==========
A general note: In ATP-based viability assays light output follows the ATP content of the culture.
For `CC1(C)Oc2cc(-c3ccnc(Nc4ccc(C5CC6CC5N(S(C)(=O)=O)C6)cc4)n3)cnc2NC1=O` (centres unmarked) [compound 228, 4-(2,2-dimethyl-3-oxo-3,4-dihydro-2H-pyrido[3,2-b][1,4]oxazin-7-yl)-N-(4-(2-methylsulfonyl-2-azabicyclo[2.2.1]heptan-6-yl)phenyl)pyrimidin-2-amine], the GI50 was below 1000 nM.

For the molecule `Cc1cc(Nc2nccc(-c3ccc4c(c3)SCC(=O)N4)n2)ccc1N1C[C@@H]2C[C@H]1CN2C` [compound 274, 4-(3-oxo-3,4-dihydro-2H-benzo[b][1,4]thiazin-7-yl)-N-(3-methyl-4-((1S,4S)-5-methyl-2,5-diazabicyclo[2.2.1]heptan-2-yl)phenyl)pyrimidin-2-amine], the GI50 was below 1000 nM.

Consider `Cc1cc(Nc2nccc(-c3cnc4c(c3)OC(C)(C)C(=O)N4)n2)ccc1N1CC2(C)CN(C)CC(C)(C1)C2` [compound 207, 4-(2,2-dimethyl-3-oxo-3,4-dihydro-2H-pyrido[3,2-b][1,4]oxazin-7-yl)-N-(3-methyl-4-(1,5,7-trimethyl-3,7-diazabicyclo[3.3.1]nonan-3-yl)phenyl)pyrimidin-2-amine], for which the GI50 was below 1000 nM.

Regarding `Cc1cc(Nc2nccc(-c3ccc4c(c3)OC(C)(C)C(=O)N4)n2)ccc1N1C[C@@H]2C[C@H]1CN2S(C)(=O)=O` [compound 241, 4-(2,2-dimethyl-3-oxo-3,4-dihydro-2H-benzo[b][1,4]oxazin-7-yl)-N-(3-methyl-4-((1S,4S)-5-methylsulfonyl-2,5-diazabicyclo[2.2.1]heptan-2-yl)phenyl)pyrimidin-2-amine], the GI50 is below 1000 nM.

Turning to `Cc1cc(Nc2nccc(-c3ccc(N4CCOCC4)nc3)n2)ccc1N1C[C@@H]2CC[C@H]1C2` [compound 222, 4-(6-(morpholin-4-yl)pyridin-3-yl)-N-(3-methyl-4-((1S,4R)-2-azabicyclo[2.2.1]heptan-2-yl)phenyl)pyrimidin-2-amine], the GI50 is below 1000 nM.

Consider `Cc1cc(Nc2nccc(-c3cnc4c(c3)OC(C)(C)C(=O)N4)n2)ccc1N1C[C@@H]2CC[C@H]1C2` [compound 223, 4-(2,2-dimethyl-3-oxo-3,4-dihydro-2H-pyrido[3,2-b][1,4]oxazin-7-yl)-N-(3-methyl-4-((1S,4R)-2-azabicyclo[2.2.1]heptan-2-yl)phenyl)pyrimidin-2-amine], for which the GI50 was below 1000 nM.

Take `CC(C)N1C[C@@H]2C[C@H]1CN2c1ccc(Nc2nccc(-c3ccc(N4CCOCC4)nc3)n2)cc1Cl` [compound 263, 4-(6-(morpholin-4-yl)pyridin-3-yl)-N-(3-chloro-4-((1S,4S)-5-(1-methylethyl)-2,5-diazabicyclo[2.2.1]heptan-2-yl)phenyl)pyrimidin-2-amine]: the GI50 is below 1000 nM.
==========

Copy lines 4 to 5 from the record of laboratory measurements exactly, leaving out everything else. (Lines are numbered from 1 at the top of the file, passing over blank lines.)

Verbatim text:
Consider `Cc1cc(Nc2nccc(-c3cnc4c(c3)OC(C)(C)C(=O)N4)n2)ccc1N1CC2(C)CN(C)CC(C)(C1)C2` [compound 207, 4-(2,2-dimethyl-3-oxo-3,4-dihydro-2H-pyrido[3,2-b][1,4]oxazin-7-yl)-N-(3-methyl-4-(1,5,7-trimethyl-3,7-diazabicyclo[3.3.1]nonan-3-yl)phenyl)pyrimidin-2-amine], for which the GI50 was below 1000 nM.

Regarding `Cc1cc(Nc2nccc(-c3ccc4c(c3)OC(C)(C)C(=O)N4)n2)ccc1N1C[C@@H]2C[C@H]1CN2S(C)(=O)=O` [compound 241, 4-(2,2-dimethyl-3-oxo-3,4-dihydro-2H-benzo[b][1,4]oxazin-7-yl)-N-(3-methyl-4-((1S,4S)-5-methylsulfonyl-2,5-diazabicyclo[2.2.1]heptan-2-yl)phenyl)pyrimidin-2-amine], the GI50 is below 1000 nM.